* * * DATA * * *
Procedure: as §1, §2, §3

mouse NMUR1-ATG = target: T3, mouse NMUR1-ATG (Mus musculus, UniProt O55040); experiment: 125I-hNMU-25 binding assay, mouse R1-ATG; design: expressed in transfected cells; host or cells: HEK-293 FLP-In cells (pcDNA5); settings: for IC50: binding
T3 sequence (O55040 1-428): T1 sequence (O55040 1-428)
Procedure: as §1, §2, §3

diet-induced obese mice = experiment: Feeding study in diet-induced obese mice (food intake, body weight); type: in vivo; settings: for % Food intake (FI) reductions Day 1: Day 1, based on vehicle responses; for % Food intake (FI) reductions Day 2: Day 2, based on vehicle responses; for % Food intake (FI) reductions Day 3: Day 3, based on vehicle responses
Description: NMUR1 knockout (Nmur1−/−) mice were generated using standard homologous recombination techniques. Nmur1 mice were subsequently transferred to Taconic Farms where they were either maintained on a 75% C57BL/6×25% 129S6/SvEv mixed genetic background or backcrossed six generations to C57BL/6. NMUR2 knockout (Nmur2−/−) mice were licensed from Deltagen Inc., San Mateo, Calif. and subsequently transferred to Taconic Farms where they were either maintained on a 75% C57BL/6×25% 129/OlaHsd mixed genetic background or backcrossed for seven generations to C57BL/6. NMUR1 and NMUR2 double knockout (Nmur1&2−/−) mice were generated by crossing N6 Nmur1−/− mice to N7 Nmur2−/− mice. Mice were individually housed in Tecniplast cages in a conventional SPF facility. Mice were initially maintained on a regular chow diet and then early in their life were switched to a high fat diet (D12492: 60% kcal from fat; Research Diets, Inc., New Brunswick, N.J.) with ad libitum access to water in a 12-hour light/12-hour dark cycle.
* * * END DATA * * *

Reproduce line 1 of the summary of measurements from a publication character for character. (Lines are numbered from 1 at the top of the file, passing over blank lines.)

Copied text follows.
Procedure: as §1, §2, §3